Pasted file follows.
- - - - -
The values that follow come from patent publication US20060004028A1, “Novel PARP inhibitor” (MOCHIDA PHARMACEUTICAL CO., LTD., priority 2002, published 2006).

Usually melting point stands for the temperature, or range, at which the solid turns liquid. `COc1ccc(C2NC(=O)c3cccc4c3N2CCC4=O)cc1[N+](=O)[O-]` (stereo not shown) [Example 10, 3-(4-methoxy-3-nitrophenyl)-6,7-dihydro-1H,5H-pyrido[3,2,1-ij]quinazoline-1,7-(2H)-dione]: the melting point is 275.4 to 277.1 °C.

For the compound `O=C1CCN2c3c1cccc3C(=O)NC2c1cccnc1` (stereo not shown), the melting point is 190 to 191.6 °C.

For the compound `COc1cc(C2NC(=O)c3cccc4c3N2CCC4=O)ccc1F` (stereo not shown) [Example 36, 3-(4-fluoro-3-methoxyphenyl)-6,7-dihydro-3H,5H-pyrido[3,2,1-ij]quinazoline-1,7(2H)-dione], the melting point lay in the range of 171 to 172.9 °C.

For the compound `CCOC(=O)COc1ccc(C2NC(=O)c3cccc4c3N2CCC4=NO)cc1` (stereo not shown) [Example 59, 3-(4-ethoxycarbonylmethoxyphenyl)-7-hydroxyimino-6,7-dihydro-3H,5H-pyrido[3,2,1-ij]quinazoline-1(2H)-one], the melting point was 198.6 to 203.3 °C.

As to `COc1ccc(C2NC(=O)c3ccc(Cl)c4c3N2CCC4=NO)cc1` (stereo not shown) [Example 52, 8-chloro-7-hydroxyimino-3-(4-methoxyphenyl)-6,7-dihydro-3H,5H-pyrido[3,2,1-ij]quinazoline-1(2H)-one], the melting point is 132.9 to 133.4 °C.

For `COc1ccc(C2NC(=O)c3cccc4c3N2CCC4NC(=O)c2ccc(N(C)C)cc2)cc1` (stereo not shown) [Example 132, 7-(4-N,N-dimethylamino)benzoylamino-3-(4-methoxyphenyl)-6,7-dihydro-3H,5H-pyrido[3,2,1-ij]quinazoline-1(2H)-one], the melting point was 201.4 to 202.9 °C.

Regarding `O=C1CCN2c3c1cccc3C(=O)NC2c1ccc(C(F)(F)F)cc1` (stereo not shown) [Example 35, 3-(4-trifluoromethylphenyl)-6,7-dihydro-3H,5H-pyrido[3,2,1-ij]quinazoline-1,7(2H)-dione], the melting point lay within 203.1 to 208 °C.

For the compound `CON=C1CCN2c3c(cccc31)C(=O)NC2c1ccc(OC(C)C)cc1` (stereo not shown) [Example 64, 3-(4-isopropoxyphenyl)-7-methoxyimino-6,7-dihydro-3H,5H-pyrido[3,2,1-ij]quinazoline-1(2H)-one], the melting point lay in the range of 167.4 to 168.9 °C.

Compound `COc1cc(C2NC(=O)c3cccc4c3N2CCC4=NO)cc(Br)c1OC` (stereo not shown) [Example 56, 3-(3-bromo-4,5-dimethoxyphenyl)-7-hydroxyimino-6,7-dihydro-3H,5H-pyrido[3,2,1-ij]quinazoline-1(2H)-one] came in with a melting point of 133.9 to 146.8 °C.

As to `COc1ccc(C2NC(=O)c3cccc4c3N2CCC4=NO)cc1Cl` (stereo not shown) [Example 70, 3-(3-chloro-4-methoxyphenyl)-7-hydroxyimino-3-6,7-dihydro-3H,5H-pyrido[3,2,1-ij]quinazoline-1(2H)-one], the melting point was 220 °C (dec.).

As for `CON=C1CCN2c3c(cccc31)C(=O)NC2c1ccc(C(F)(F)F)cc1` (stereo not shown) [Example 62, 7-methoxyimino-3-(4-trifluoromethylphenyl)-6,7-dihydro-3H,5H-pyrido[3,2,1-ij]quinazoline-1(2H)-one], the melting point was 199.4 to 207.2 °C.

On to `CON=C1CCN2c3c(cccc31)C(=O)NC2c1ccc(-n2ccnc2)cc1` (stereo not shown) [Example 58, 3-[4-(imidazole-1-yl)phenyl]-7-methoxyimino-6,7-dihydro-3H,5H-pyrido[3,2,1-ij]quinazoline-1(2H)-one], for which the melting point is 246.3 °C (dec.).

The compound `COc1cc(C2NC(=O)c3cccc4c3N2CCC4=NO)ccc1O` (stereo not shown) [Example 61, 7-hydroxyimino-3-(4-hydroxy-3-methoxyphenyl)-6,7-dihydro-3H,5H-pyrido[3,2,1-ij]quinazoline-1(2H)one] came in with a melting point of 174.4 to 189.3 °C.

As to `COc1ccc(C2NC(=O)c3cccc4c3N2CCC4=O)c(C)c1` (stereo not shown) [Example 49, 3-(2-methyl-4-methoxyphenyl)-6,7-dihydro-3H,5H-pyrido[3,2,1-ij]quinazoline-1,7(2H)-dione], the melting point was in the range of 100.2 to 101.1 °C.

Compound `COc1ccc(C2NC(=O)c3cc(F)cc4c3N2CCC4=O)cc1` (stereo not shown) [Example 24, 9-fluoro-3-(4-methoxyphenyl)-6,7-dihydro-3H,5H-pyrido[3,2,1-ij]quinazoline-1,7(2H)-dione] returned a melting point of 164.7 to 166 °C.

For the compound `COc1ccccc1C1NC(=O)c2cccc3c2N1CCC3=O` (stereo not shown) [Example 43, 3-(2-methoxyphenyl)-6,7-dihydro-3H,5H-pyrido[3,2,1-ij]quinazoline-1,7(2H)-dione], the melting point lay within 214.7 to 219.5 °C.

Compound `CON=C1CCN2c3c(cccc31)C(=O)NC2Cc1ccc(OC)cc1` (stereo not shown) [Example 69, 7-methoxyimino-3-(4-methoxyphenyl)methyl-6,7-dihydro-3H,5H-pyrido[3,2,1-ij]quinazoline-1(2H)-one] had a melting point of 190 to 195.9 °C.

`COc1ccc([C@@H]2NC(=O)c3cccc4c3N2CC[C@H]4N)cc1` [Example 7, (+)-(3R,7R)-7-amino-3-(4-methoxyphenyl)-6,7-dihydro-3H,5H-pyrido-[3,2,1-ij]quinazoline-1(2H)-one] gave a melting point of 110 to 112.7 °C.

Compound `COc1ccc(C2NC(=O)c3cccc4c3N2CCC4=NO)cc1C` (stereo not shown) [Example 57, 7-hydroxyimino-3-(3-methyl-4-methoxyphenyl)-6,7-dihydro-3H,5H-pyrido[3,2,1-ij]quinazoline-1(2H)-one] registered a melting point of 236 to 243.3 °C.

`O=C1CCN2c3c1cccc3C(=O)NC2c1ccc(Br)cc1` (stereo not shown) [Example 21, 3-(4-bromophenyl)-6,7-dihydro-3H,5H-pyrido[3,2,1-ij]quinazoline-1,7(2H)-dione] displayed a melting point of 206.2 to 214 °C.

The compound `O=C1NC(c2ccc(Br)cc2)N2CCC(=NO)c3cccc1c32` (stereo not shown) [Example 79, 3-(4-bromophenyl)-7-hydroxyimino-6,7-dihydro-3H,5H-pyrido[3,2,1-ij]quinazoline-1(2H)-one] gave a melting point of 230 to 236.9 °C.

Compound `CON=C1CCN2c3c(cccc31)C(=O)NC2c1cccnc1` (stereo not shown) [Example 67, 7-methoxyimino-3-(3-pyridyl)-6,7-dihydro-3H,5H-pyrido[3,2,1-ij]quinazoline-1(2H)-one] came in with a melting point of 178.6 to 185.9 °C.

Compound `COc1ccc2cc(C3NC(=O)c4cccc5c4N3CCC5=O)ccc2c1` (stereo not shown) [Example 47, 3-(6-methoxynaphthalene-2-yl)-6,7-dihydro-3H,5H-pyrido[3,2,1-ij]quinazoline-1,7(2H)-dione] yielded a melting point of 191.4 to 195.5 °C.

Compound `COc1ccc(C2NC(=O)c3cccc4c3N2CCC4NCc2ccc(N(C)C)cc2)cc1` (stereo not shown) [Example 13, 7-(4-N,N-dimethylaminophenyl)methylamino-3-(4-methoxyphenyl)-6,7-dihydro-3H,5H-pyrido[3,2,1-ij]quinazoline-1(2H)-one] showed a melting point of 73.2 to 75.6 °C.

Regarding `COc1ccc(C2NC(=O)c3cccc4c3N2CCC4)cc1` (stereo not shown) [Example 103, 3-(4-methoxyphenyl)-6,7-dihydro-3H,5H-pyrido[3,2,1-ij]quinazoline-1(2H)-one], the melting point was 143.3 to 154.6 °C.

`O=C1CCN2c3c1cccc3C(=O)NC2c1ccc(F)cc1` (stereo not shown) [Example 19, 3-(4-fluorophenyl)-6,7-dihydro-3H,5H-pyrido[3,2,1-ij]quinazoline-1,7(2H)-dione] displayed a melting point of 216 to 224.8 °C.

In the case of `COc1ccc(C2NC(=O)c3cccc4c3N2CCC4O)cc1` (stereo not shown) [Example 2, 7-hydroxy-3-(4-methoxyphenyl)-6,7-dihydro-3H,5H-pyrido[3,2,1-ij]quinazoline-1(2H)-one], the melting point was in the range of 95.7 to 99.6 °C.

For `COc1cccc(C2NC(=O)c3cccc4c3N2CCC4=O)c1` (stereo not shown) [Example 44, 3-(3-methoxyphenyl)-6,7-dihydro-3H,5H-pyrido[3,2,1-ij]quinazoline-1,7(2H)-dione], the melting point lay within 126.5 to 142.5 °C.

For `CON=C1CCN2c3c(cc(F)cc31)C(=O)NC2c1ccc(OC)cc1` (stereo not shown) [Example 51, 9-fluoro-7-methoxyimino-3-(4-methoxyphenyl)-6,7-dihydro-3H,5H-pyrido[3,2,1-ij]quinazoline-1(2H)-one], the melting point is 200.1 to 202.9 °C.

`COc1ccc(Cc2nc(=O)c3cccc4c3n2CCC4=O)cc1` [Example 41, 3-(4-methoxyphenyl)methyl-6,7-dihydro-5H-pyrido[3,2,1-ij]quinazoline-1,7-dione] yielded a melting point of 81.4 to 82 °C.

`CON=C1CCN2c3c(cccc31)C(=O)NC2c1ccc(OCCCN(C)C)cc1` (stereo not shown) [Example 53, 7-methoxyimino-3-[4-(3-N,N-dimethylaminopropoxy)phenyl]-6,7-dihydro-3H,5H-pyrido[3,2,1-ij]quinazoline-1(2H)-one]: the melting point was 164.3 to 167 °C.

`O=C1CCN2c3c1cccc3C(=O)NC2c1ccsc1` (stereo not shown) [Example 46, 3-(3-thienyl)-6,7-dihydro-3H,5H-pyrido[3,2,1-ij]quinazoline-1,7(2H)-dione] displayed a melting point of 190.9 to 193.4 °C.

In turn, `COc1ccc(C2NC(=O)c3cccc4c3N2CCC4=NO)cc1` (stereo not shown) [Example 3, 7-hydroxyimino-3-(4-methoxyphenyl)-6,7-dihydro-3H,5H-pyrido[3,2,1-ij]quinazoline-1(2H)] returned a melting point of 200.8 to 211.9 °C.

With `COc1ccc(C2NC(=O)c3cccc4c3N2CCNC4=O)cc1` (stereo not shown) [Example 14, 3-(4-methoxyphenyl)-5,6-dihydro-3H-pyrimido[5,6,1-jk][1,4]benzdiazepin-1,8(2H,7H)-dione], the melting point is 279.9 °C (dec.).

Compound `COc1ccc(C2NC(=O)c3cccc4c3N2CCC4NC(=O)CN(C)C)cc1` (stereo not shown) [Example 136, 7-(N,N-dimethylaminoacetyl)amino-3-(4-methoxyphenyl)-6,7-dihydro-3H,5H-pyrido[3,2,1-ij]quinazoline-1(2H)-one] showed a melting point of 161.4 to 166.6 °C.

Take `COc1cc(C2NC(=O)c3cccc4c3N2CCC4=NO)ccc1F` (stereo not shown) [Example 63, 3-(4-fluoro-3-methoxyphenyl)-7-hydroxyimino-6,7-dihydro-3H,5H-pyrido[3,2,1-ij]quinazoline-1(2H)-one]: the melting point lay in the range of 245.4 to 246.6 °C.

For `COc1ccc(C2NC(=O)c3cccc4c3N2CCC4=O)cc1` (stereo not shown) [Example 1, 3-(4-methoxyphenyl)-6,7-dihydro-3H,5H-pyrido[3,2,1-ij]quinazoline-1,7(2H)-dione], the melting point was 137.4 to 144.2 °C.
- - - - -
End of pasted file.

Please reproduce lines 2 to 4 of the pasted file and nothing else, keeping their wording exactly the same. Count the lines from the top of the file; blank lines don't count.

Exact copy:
Usually melting point stands for the temperature, or range, at which the solid turns liquid. `COc1ccc(C2NC(=O)c3cccc4c3N2CCC4=O)cc1[N+](=O)[O-]` (stereo not shown) [Example 10, 3-(4-methoxy-3-nitrophenyl)-6,7-dihydro-1H,5H-pyrido[3,2,1-ij]quinazoline-1,7-(2H)-dione]: the melting point is 275.4 to 277.1 °C.

For the compound `O=C1CCN2c3c1cccc3C(=O)NC2c1cccnc1` (stereo not shown), the melting point is 190 to 191.6 °C.

For the compound `COc1cc(C2NC(=O)c3cccc4c3N2CCC4=O)ccc1F` (stereo not shown) [Example 36, 3-(4-fluoro-3-methoxyphenyl)-6,7-dihydro-3H,5H-pyrido[3,2,1-ij]quinazoline-1,7(2H)-dione], the melting point lay in the range of 171 to 172.9 °C.